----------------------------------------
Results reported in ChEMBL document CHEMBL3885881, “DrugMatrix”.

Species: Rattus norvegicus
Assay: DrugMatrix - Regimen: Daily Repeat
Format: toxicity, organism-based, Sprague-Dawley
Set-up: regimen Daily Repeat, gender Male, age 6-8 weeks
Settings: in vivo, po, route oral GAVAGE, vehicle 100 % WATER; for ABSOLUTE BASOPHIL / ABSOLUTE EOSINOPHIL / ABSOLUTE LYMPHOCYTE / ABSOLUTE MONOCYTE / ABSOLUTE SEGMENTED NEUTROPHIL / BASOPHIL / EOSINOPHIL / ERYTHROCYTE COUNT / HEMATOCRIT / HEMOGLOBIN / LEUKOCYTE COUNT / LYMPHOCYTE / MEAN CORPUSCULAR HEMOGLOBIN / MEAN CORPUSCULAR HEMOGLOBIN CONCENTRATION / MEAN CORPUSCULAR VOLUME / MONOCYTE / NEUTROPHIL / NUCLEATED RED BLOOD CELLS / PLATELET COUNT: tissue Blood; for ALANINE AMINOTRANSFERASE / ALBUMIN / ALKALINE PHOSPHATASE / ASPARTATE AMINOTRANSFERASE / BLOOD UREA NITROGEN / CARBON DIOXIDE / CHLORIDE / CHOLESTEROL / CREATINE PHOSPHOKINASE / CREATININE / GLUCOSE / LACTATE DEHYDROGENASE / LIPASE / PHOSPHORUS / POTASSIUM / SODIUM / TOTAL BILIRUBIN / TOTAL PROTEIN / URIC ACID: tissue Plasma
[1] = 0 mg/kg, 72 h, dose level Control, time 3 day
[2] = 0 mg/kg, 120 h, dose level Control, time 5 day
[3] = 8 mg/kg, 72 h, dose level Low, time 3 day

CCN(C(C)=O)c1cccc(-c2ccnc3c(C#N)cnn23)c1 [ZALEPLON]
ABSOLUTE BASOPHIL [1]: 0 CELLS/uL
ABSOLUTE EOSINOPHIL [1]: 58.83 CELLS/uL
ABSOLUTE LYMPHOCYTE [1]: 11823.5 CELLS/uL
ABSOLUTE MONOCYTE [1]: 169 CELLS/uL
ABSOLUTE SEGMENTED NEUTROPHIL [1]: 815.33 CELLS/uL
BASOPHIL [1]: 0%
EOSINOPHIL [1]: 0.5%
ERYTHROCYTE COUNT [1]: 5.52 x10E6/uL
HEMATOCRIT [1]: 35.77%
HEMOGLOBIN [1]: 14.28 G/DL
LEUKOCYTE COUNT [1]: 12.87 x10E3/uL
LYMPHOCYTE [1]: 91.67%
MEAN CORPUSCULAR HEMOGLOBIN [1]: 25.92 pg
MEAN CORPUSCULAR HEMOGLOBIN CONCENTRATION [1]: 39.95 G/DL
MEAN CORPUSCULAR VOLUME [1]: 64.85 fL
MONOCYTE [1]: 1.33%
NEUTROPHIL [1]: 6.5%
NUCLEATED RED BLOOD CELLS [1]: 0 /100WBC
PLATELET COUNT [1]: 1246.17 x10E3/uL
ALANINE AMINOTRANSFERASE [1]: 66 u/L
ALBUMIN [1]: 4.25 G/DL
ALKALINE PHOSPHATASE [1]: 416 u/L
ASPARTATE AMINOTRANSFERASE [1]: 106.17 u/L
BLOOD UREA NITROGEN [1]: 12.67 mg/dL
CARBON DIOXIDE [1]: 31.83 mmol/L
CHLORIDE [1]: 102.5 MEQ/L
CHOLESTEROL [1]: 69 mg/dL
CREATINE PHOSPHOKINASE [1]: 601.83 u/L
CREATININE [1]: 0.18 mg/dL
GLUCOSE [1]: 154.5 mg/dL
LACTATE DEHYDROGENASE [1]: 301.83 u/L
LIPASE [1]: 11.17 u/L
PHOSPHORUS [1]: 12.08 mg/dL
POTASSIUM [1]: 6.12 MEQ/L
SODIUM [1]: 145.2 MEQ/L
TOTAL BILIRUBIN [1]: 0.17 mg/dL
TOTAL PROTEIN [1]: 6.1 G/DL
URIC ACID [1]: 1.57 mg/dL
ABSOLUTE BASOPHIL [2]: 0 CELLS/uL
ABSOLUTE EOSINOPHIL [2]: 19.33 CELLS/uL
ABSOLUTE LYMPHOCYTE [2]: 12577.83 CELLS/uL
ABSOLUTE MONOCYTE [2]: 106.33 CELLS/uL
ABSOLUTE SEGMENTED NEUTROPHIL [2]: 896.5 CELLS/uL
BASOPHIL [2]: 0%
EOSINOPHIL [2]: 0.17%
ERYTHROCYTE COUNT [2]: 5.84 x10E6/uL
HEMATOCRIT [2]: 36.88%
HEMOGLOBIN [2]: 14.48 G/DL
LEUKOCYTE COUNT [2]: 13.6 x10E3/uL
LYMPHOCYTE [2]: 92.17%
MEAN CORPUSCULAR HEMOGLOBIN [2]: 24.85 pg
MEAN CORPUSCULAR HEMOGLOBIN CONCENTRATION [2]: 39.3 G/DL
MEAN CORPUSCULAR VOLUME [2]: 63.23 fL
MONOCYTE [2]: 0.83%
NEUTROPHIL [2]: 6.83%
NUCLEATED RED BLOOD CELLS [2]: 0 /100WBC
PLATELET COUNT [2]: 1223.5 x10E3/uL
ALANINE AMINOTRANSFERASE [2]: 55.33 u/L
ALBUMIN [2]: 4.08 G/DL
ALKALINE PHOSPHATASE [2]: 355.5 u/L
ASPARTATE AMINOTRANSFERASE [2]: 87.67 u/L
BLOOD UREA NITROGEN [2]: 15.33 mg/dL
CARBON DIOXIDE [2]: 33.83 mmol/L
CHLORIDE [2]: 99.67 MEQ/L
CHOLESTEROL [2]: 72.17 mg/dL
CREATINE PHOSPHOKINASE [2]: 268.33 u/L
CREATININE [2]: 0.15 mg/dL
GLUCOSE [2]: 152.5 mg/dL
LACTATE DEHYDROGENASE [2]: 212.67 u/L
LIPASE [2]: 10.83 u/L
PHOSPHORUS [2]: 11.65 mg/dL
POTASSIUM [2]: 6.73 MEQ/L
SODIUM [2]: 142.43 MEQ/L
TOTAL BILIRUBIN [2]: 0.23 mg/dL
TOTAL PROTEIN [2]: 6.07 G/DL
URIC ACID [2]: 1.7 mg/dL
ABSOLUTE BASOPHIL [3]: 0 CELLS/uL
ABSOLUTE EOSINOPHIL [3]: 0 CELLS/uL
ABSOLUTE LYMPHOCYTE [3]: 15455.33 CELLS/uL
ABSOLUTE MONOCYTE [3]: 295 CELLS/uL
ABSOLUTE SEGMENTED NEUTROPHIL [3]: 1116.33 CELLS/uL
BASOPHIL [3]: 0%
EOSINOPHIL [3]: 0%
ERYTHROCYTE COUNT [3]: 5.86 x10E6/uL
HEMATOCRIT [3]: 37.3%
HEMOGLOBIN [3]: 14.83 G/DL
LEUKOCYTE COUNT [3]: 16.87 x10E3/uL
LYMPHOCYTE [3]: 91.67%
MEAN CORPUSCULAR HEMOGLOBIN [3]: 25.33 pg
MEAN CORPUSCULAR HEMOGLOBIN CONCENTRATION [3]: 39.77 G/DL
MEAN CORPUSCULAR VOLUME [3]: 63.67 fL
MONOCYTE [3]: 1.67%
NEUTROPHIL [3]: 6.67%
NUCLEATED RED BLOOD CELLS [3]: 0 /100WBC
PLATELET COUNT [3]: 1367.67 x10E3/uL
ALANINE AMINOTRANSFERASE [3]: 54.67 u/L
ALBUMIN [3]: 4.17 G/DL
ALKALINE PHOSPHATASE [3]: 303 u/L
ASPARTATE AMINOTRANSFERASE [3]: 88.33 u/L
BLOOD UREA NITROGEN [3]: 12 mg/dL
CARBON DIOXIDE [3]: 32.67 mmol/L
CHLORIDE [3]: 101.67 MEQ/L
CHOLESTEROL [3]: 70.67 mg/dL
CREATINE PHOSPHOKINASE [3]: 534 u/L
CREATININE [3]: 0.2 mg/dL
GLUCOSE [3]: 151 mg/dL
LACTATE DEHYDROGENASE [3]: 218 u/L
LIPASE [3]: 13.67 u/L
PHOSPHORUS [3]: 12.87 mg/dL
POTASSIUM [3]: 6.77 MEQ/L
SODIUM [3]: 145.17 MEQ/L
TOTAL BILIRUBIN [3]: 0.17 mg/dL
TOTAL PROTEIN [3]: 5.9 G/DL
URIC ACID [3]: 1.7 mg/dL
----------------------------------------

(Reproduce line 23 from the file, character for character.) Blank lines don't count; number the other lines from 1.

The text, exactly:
MEAN CORPUSCULAR HEMOGLOBIN [1]: 25.92 pg